Most people would not have believed that there is actually a beautiful Teochew-styled Chinese temple around Orchard Road. Nestled amongst shophouses and backed by a condominium, Tong Sian Tng is one of the very few remaining private temples and abode for lay practitioners of of Buddhism. The entrance gateway is perhaps the most elegant in Singapore with walls shaped in a cloud-like form. Compared to Wak Hai Cheng Beo, the scale of this temple is much smaller but shares similarity in the artistry of the woodwork. The individual perimeter buildings remind me of the smaller shrine architecture found in the oldest Chinese temple in Johor opposite the Indian temple. It is no coincident for this temple to be built in traditional Teochew house form, the founder of this temple, or grand teacher Ma, was a Qing scholar from Teochew. If you ask for permission to visit the residential quarters right at the back of the compound, you should be able to see the portrait of Ma on the second level of the building. The rear building of Tong Xian Tng is probably the only double-storey residential building built in the traditional Teochew fashion still in use as residence. The right wing of Tan Yeok Nee’s house and River house at Clarke quay are other examples of double-storey Teochew architecture. In terms of form, the residential building has a striking resemblance to the rear hall in Shuang Lin Monastery which was built in the Hokkien tradition. According to the present temple guardian, we can tell that Tong Xian Tng is a ‘Kuan Yin’ temple from the layout of the temple – with Kuan Yin placed in the front hall. Personally, I was quite impressed by a plaque mounted on the ceiling of the front hall. On the plaque reads ‘Wan Shan Tong Gui’, literally translated as ‘all good ends in the same path’, a pleasant welcome greeting for all who goes to the temple.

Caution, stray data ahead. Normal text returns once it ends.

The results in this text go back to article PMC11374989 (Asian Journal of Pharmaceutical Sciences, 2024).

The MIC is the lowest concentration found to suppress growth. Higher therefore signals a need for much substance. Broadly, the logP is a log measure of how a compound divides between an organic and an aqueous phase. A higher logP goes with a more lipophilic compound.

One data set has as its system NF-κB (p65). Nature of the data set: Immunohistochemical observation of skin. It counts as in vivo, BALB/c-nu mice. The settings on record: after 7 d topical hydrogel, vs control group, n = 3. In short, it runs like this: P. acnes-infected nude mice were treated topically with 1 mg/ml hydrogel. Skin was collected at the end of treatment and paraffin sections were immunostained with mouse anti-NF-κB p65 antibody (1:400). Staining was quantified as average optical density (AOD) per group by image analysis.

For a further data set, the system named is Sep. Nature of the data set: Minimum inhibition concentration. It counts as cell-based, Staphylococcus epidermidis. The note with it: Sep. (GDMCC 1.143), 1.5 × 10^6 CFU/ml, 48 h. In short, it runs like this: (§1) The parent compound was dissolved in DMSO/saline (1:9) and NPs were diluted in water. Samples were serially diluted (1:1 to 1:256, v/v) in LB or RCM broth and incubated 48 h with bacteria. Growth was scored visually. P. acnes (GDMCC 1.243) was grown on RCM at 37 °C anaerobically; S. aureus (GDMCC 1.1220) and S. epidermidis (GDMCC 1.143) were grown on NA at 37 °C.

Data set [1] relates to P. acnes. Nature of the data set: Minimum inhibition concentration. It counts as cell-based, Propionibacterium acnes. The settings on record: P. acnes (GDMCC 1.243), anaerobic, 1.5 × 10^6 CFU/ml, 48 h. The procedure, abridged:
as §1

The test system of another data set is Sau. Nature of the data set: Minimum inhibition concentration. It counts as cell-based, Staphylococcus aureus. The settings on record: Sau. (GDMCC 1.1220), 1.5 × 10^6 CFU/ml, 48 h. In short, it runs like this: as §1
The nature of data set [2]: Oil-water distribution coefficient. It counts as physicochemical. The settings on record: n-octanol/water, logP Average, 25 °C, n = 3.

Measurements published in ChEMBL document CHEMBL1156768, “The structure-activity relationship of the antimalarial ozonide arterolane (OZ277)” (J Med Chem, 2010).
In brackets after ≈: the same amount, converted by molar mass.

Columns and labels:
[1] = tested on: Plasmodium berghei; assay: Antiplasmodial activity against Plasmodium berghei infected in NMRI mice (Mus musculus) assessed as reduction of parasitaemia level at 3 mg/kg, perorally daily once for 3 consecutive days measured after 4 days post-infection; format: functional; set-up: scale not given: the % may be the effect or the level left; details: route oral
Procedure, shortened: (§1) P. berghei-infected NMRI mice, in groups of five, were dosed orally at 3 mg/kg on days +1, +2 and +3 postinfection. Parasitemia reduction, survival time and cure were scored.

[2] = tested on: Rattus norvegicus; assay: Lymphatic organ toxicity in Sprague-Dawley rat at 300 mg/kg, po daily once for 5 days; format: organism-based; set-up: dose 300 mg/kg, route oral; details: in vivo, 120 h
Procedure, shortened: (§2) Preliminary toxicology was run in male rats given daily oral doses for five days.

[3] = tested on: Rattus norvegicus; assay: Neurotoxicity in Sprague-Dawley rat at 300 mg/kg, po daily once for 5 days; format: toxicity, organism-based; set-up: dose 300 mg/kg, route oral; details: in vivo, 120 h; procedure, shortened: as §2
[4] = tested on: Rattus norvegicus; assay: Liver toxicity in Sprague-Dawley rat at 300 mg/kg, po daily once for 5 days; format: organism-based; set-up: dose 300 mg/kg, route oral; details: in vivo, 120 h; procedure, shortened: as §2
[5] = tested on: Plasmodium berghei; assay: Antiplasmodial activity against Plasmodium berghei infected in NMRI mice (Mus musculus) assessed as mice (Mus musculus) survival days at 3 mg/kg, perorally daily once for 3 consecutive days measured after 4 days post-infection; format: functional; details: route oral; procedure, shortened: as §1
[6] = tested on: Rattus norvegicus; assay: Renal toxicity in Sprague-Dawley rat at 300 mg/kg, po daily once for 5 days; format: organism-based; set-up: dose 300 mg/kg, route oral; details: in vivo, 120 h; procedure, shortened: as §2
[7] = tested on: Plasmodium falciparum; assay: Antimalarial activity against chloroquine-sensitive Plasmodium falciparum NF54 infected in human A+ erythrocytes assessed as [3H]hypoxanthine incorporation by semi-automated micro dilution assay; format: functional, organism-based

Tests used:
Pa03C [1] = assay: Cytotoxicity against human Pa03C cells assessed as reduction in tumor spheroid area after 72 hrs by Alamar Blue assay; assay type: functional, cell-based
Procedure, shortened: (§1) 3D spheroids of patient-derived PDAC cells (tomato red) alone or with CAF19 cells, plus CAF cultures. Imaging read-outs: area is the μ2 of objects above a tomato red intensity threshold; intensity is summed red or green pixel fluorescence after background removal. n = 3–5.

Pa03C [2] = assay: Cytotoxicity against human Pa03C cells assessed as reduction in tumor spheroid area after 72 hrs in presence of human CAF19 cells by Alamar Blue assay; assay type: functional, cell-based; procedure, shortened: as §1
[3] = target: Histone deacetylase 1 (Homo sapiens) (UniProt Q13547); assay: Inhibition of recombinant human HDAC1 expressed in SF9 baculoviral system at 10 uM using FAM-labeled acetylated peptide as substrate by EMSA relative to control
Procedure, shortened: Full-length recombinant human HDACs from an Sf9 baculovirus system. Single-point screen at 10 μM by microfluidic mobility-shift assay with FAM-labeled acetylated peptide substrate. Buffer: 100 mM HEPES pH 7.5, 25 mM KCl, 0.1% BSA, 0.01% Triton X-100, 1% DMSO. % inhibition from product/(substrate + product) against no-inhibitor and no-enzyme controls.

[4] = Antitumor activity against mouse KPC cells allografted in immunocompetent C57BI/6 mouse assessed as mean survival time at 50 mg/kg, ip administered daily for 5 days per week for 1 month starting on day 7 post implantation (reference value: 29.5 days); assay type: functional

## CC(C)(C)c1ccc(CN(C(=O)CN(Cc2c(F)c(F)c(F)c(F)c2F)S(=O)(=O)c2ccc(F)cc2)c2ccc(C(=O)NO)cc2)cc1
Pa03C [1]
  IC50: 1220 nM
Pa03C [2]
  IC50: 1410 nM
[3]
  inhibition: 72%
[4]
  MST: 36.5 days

kentneo on 15. Tong Xian Tng, 1870, needs… Jimmy Wong on 15. Tong Xian Tng, 1870, needs… Li Xian Kong on Kuan Kong Temple, 1858, d… Pat on Fong Yun Thai Chong De Tang,… Dr. Sunny Sin on 6. Hang San Teng, 1828, destro…